Massage

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Massage for migraines: an introduction

Evidence of massage therapy has been found in numerous ancient cultures, including those of Egypt, India, China, Japan and Arabic countries.

Massage involves a therapist pressing, stroking, rubbing, kneading and pressing on the body’s tissues and muscles. There is also some evidence that massage for migraine sufferers may help reduce the number of attacks.

Massage is often used for:

  • Relieving muscle tension
  • Reducing stress
  • Easing pain
  • Alleviating sleep disorders
  • Increasing mental alertness
  • Improving mood
  • Relieving depression in some cases

The Centers for Disease Control and Prevention estimates that in 2002, 19 million Americans have used massage therapy at least once. Some 10 million have used massage in the past year.

How to massage for migraines

Some types of massage have helped ease migraine pain.

Head massages temporarily relieves head pain for some sufferers.

Massage is thought to relieve pain by releasing the chemical serotonin. Serotonin and migraines are believed to be related.

Massage may also block pain signals sent to the brain, which can help prevent migraines.

Studies on migraine massage therapy

There are very few studies on massage and migraine, which adhere to the top standards for clinical trial.

One small 2006 study of 47 migraine sufferers randomly assigned some participants to receive massage therapy. Those who had massages had fewer migraines and slept better during the weeks they had massages.

Different types of massage

There are many different types massage available.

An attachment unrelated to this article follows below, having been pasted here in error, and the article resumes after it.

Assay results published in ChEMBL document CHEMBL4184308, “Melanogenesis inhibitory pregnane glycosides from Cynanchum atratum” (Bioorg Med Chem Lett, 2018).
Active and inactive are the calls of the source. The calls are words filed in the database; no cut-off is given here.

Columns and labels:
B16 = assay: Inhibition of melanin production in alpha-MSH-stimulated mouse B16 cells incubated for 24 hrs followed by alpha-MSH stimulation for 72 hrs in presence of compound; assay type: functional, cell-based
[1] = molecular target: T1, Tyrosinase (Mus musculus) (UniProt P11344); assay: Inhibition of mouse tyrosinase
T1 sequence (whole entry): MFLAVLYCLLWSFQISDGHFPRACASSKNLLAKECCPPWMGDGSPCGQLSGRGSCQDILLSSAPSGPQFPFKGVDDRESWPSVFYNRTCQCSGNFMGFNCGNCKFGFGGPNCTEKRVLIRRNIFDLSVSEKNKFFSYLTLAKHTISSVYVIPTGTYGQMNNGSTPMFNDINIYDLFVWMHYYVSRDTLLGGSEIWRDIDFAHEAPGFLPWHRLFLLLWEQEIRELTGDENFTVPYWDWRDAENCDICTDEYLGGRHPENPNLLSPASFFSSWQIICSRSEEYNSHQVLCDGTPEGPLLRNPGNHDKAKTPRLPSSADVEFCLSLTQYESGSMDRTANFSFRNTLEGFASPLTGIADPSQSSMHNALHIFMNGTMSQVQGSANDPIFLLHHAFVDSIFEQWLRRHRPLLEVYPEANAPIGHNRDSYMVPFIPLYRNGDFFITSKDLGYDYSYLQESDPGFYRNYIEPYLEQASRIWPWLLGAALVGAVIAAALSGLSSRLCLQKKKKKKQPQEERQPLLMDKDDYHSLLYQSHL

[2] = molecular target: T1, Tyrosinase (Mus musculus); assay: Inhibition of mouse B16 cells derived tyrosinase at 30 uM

• Swedish massage
  • Sports massage
  • Deep tissue massage
  • Reflexology
  • Lymphatic massage
  • Shiatsu
  • Rolfing
  • Cranio sacral relaxation therapy (CSR)

Possible side effects of massage

Rare side effects from massage can occur, particularly when too much pressure is applied, including:

  • Damage to nerves
  • Internal bleeding
  • Allergic reactions to products used such as massage oils and lotions
  • Temporary paralysis

Who should not participate in Massage for migraines

People with certain diseases and conditions should avoid massage, including:

  • Kidney failure
  • Heart failure
  • Blood clots
  • Bleeding or blood-related disorders
  • Contagious skin problems
  • Phlebitis or cellulitis
  • Osteoporosis
  • Fever
  • Mental impairment
  • Recent surgery
  • Fractures
  • Open sores or fresh wounds

People with cancer should check with their doctor before seeking a massage.

Pregnant women should get their doctor’s permission before receiving massages and should only use a massage therapist who is specifically trained in pregnancy massage.

You should tell your massage therapist about all medications you take, including those that are applied directly to the skin.

During flare-ups, people with the following, shouldn’t receive massages:

  • Goiters
  • Skin lesions
  • Rheumatoid arthritis
  • Eczema

Pregnant women should discuss safe forms of Massage with their doctor first.

Stop your massage therapist immediately if you experience chest pain or any chest discomfort. See your doctor before you resume exercising.

 

Was massage therapy effective in relieving your migraine symptoms?

 

How would you rate the side effects you experienced with massage therapy?

As always, the best source for advice on treating your migraines is your own migraine specialist. These descriptions of natural remedies are provided only for informational purposes. You should begin no medication or supplement without first checking with your physician. Again, this information should in no way substitute or be mistaken for medical advice.

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